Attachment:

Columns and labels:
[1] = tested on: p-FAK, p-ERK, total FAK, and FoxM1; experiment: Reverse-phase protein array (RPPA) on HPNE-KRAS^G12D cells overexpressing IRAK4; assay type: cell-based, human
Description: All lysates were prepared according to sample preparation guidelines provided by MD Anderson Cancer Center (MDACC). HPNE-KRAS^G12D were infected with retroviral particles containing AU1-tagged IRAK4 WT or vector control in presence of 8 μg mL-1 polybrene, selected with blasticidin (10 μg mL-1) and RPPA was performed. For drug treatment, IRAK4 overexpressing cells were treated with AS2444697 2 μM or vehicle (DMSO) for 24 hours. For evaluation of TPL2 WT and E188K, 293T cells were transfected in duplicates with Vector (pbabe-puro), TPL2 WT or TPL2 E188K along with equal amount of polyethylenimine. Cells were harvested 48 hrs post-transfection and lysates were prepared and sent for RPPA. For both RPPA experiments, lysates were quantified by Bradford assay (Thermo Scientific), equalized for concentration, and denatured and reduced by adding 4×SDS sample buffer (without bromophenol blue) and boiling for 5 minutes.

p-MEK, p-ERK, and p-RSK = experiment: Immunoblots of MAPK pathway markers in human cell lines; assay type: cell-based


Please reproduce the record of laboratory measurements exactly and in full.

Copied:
Columns and labels:
[1] = tested on: p-FAK, p-ERK, total FAK, and FoxM1; experiment: Reverse-phase protein array (RPPA) on HPNE-KRAS^G12D cells overexpressing IRAK4; assay type: cell-based, human
Description: All lysates were prepared according to sample preparation guidelines provided by MD Anderson Cancer Center (MDACC). HPNE-KRAS^G12D were infected with retroviral particles containing AU1-tagged IRAK4 WT or vector control in presence of 8 μg mL-1 polybrene, selected with blasticidin (10 μg mL-1) and RPPA was performed. For drug treatment, IRAK4 overexpressing cells were treated with AS2444697 2 μM or vehicle (DMSO) for 24 hours. For evaluation of TPL2 WT and E188K, 293T cells were transfected in duplicates with Vector (pbabe-puro), TPL2 WT or TPL2 E188K along with equal amount of polyethylenimine. Cells were harvested 48 hrs post-transfection and lysates were prepared and sent for RPPA. For both RPPA experiments, lysates were quantified by Bradford assay (Thermo Scientific), equalized for concentration, and denatured and reduced by adding 4×SDS sample buffer (without bromophenol blue) and boiling for 5 minutes.

p-MEK, p-ERK, and p-RSK = experiment: Immunoblots of MAPK pathway markers in human cell lines; assay type: cell-based